World Bank Report: East Asia Countries Should Adapt Development Model
Jakarta, 1 August 2019: A recent World Bank report ‘A Resurgent East Asia: Navigating a Changing World’ stated that countries in developing East Asia will need to adapt their development model to ensure that they would improve their economic development in order to prosper during the shifting global situation. The report was presented by Dr Andrew D. Mason, Acting Chief Economist of East Asia and Pacific Region, the World Bank, in a discussion held by ERIA and the World Bank at ERIA’s office on 1 August 2019.
Dr Mason began his presentation by outlining the ways in which the East Asian development model has worked: outward-oriented, labor-intensive growth, basic human capital development, and sound economic governance. A combination of these things have translated into a higher economic growth compared to other developing regions in the world, even if China is not included in the calculations. By 2016, about two-thirds of East Asian population were economically secure. However, development is still far from complete as income, productivity, and human capital levels are far lower than in high-income countries.
Dr Mason stated that there are three issues that create new development challenges: trade, technology, and the countries themselves. Moreover, there are also several emerging challenges in East Asia; (1) slowing productivity growth, (2) inclusion at risk, and (3) rising demands on state institutions. He explained the statistics of global trade, trade restrictions on services, challenges in building innovation, the need for technology in learning, the emerging robot industry, and countries’ low spending on social sectors.
In order to address the shift of circumstances, developing East Asian countries need to adjust their traditional development model and incorporate both new and traditional policy priorities. Dr Mason stated that there are five key areas that policymakers need to focus on: (1) Boosting economic competitiveness, (2) Building skills, (3) Fostering inclusion, (4) Strengthening state institutions, and (5) Financing the transition to high-income status. These policy recommendations do not negate the current focus on development policy, which is still relevant, but the World Bank suggested policymakers should adapt elements of their approach in order to foster their economic security.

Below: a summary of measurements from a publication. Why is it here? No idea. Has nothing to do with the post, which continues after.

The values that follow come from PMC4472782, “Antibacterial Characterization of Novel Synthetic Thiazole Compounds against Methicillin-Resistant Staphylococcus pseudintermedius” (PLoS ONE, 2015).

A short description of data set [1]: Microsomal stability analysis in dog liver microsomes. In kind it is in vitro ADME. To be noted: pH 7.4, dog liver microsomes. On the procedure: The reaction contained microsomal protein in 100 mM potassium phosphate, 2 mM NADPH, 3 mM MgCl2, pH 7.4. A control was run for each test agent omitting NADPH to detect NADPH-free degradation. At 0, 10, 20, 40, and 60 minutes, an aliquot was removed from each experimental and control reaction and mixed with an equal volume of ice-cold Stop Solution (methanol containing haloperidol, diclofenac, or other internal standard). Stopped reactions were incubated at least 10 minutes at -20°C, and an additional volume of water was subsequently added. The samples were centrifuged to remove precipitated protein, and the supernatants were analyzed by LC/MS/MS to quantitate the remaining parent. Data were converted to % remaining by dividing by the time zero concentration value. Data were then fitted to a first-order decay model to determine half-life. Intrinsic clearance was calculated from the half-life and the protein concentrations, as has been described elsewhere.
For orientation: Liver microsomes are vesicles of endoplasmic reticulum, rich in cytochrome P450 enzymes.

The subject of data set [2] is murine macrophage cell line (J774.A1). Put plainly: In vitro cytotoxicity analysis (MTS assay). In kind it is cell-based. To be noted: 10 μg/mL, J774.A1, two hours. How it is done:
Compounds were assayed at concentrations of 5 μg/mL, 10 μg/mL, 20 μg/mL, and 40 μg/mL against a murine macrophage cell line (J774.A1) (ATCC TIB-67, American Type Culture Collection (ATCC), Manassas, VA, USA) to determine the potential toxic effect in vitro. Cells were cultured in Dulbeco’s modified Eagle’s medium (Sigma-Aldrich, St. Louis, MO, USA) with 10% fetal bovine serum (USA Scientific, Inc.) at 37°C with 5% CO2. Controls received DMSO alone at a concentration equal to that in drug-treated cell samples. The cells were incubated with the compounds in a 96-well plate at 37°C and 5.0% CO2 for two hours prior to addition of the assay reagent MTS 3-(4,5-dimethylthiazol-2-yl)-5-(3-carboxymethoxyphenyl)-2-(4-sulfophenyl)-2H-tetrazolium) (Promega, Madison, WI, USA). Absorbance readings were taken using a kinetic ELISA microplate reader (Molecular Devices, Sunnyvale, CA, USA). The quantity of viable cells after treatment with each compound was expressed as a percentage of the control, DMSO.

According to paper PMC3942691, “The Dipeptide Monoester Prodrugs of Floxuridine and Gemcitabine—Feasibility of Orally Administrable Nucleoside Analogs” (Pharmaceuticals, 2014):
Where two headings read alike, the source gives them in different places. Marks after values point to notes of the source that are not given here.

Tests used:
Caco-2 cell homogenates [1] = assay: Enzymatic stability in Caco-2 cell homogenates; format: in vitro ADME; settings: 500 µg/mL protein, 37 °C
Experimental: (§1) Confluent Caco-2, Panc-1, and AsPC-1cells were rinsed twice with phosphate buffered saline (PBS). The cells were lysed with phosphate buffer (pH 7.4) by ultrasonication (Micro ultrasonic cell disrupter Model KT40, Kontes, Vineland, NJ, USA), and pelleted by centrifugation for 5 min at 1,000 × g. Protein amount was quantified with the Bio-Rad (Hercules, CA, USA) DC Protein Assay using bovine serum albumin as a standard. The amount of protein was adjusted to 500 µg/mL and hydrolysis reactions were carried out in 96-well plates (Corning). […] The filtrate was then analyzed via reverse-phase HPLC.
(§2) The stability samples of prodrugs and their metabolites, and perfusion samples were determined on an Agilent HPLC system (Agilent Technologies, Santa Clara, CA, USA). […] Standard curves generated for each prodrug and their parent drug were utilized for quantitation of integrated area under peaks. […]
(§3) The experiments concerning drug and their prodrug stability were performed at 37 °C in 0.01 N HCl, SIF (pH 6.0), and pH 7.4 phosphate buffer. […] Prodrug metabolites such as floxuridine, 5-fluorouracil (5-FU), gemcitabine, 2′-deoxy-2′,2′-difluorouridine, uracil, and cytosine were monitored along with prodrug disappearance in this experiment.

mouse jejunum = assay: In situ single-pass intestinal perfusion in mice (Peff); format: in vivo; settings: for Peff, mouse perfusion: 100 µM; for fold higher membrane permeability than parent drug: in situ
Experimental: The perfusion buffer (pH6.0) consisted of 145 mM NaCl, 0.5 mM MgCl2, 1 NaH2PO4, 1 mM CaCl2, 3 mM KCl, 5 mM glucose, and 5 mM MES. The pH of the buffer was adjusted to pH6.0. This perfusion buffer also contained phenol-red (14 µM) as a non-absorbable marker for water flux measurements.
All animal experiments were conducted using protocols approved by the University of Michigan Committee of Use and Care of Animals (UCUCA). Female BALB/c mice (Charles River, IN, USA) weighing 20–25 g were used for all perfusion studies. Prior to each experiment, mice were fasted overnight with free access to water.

The presentation was followed by a panel discussion moderated by Prof Fukunari Kimura, Chief Economist of ERIA. The first panelist was Prof Mari Elka Pangestu, Former Minister of Trade and Former Minister of Tourism and Creative Economy of Indonesia, who is currently a member of ERIA’s Governing Board. According to Prof Pangestu, the World Bank report is a good report that highlights the achievements of the East Asia ‘Miracle’ and identifies emerging challenges, painting a picture of the changing world—which she called the ‘new normal’. The report also provides a framework of a policy strategy for the next stage of East Asia development. She said that the current slowdown in trade, anti-globalisation tendencies such as the rise in nationalism and protectionism, and trade tensions are not short-term and it is disrupting the global value chain. To counter that, the world needs to be more open and maintain a rules-based trading system which has been the key to East Asia’s development.
Prof Pangestu also emphasised the need to address the issues of sustainable development and climate change, which were not included in the report. ‘Sustainable development and climate change need to be mainstreamed into our development and growth strategy. If you don’t address it, it’s going to cost your economic growth. If you address it properly, you can reach a higher quality growth,’ she said, adding that by addressing these issues, new jobs will also be created and it will provide new economic opportunities.
The second panellist was Dr Fauziah Zen, Senior Economist at ERIA. She acknowledged Prof Pangestu’s comments and emphasised the dangers of ignorance. Her comments touched on technological advancement and government’s capacity, social protection issues related to the ageing population, and several constraints on how to prioritise individual reforms when when several reforms are needed simultaneously. Dr Mason responded by saying that if we focus to only one point, we are missing its complimentary factors that also need to be done because they all are linked to one another.
The report can be found on the World Bank’s website here.